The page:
October 27, 2020

Claiming for negligent cancer treatment during the COVID-19 pandemic – is it even possible?

Much has been written over the last six months about the effects of COVID-19, and the government’s response to it, upon cancer sufferers. As many as 35,000 early cancer deaths as a consequence of Covid have been predicted as a worst-case scenario.

While much of the focus has been upon the difficulties which cancer patients have had in accessing treatment, there has also been some discussion of missed new diagnoses. This may be as a result of suspended screening programmes, difficulties in getting to see clinicians, and most recently a suggestion that lung cancer diagnoses may even have been missed because of confusion between the symptoms of Covid and lung cancer.

But where does the law fit into this? Do patients affected in any of the above ways have a right of redress, and against whom? Here I will consider the various options, and some of the complexities and difficulties which potential claimants might face.

First, I should acknowledge that it is uncomfortable to write about bringing claims for damages in these circumstances. Our first instinct is perhaps to feel that we are all in this together, and that it is really nobody’s fault. For those directly affected, however, a second instinct may be to look a little more critically at decisions which have been taken over the last six months, and see whether some of the worst outcomes might have been avoidable.

Accessing treatment

Many cancer patients have had their treatment delayed. The journal Lancet Oncology recently predicted that delays in treatment since March could lead to 3,500 avoidable deaths over the next five years. Specific examples include access to radiotherapy and chemotherapy, which are obviously central to curing cancer or extending life expectancy in affected patients.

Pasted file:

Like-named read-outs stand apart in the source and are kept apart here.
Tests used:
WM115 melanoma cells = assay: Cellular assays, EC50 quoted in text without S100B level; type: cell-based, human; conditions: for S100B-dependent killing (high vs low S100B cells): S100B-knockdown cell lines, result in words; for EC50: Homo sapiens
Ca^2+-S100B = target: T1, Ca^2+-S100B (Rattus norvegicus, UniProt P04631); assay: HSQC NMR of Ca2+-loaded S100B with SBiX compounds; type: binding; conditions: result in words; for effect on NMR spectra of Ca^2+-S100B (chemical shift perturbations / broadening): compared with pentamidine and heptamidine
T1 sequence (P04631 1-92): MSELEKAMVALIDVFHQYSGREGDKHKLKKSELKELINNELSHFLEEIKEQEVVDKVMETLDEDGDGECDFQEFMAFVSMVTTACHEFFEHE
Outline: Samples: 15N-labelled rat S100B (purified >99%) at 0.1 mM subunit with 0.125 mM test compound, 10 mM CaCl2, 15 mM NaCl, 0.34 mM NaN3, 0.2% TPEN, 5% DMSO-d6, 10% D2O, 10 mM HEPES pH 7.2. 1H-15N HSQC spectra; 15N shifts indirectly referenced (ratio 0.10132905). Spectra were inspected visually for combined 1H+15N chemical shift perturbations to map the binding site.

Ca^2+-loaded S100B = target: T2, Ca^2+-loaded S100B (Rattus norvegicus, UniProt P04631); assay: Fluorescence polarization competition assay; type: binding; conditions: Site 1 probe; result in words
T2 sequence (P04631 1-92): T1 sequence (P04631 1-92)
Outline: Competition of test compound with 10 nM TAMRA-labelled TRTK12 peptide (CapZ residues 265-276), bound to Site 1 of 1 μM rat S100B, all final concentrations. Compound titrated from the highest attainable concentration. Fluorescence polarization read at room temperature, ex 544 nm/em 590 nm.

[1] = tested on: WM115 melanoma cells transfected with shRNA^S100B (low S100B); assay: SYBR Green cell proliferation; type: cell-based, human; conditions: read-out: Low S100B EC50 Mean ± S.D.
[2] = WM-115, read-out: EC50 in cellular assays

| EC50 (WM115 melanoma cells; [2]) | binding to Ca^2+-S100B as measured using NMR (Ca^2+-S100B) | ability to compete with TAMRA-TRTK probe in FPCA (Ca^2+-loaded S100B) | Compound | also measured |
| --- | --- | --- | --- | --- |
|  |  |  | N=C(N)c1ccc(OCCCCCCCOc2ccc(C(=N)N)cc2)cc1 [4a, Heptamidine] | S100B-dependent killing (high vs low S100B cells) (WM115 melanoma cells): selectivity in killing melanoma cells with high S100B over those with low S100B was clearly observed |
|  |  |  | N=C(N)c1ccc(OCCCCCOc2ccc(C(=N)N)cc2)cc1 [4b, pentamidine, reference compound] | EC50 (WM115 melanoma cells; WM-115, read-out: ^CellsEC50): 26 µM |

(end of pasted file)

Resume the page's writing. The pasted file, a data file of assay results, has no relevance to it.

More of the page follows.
At the start of lockdown, guidance was issued by NICE about the prioritisation of patients for radiotherapy, which distinguished between different levels of urgency for treatment, depending, for example, upon the aggressiveness of the tumour. While the methodology of the prioritisation has not necessarily been criticised, its application has been. Professor Pat Price, a clinical oncologist of national repute, has said that radiotherapy machines were lying idle which could have saved lives during lockdown, due to interpretation of this guidance.

Where might liability lie here, then? It feels unlikely that the guidance itself would be found to be negligent. A more likely avenue would be an allegation of misapplication of the guidance by individual NHS Trusts.

A claim for misapplication of guidance certainly might succeed, but there would be a significant disclosure element required for an individual patient to demonstrate that their treatment was not prioritised appropriately, given the competing demands, as it would be necessary to demonstrate that other patients given higher priority did not warrant it. A claim on the basis that an NHS Trust failed to give high priority to a patient identified as “Priority Level 1” within the guidance would have reasonable prospects of success, given the status commonly afforded to NICE guidance by the courts.

Missed diagnoses due to delayed tests/screening

A second category of potential claims exists among those who would have had their cancer diagnosed earlier, had tests or screening gone ahead during the last few months, but in fact have had their diagnosis delayed until more recently. Bowel, breast and cervical cancer screening programmes were all put on hold at the start of lockdown, and while they have all now restarted, it stands to reason that diagnoses have been missed or delayed as a consequence.

It is highly doubtful that any claim lies in respect of the decision to suspend screening. As it has restarted, however, there are certainly areas to look at. There have been widespread calls for more resources, which have arguably not been heeded. In the case of cervical cancer screening, priority is being given to people who had an abnormal result before lockdown, followed by those who had an abnormal result the year before, and finally those who did not receive a screening invite during the pandemic. As in normal times, any system failures in administering the screening process would likely give rise to liability.